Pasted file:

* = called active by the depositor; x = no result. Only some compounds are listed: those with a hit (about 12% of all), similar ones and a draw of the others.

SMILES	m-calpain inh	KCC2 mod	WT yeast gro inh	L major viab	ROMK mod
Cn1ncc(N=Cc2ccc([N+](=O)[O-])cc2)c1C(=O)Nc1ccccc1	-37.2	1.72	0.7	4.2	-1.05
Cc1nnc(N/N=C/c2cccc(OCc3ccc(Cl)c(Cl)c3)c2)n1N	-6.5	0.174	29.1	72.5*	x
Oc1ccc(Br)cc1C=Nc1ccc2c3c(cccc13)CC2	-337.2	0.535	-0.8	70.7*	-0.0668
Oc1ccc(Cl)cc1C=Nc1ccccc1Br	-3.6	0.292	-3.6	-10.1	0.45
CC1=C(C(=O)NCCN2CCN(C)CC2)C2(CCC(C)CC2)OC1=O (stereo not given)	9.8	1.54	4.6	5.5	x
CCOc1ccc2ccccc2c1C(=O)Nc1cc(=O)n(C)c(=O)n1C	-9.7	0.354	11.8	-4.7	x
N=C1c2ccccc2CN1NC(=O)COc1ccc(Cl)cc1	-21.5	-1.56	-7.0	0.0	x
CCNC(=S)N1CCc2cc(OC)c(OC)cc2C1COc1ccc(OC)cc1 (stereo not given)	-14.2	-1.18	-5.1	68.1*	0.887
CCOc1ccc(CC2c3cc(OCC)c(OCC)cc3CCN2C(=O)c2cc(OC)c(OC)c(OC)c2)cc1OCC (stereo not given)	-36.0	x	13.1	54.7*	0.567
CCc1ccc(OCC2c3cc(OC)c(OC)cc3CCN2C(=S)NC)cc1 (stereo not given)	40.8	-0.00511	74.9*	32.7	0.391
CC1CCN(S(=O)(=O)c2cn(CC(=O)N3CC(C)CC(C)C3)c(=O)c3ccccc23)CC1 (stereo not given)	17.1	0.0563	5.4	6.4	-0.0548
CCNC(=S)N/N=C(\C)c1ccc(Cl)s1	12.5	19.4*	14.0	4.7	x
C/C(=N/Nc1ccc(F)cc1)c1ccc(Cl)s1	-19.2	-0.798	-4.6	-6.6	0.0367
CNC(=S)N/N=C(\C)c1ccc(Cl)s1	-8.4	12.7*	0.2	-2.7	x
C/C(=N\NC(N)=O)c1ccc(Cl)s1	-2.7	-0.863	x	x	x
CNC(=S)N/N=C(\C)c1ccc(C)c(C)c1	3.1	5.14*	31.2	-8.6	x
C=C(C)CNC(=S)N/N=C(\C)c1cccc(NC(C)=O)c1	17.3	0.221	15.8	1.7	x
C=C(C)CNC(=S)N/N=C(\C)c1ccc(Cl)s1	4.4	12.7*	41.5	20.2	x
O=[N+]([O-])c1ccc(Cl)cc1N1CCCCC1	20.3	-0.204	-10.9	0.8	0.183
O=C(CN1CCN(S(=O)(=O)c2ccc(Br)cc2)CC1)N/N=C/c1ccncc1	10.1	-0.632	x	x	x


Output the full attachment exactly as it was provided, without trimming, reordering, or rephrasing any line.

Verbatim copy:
* = called active by the depositor; x = no result. Only some compounds are listed: those with a hit (about 12% of all), similar ones and a draw of the others.

SMILES	m-calpain inh	KCC2 mod	WT yeast gro inh	L major viab	ROMK mod
Cn1ncc(N=Cc2ccc([N+](=O)[O-])cc2)c1C(=O)Nc1ccccc1	-37.2	1.72	0.7	4.2	-1.05
Cc1nnc(N/N=C/c2cccc(OCc3ccc(Cl)c(Cl)c3)c2)n1N	-6.5	0.174	29.1	72.5*	x
Oc1ccc(Br)cc1C=Nc1ccc2c3c(cccc13)CC2	-337.2	0.535	-0.8	70.7*	-0.0668
Oc1ccc(Cl)cc1C=Nc1ccccc1Br	-3.6	0.292	-3.6	-10.1	0.45
CC1=C(C(=O)NCCN2CCN(C)CC2)C2(CCC(C)CC2)OC1=O (stereo not given)	9.8	1.54	4.6	5.5	x
CCOc1ccc2ccccc2c1C(=O)Nc1cc(=O)n(C)c(=O)n1C	-9.7	0.354	11.8	-4.7	x
N=C1c2ccccc2CN1NC(=O)COc1ccc(Cl)cc1	-21.5	-1.56	-7.0	0.0	x
CCNC(=S)N1CCc2cc(OC)c(OC)cc2C1COc1ccc(OC)cc1 (stereo not given)	-14.2	-1.18	-5.1	68.1*	0.887
CCOc1ccc(CC2c3cc(OCC)c(OCC)cc3CCN2C(=O)c2cc(OC)c(OC)c(OC)c2)cc1OCC (stereo not given)	-36.0	x	13.1	54.7*	0.567
CCc1ccc(OCC2c3cc(OC)c(OC)cc3CCN2C(=S)NC)cc1 (stereo not given)	40.8	-0.00511	74.9*	32.7	0.391
CC1CCN(S(=O)(=O)c2cn(CC(=O)N3CC(C)CC(C)C3)c(=O)c3ccccc23)CC1 (stereo not given)	17.1	0.0563	5.4	6.4	-0.0548
CCNC(=S)N/N=C(\C)c1ccc(Cl)s1	12.5	19.4*	14.0	4.7	x
C/C(=N/Nc1ccc(F)cc1)c1ccc(Cl)s1	-19.2	-0.798	-4.6	-6.6	0.0367
CNC(=S)N/N=C(\C)c1ccc(Cl)s1	-8.4	12.7*	0.2	-2.7	x
C/C(=N\NC(N)=O)c1ccc(Cl)s1	-2.7	-0.863	x	x	x
CNC(=S)N/N=C(\C)c1ccc(C)c(C)c1	3.1	5.14*	31.2	-8.6	x
C=C(C)CNC(=S)N/N=C(\C)c1cccc(NC(C)=O)c1	17.3	0.221	15.8	1.7	x
C=C(C)CNC(=S)N/N=C(\C)c1ccc(Cl)s1	4.4	12.7*	41.5	20.2	x
O=[N+]([O-])c1ccc(Cl)cc1N1CCCCC1	20.3	-0.204	-10.9	0.8	0.183
O=C(CN1CCN(S(=O)(=O)c2ccc(Br)cc2)CC1)N/N=C/c1ccncc1	10.1	-0.632	x	x	x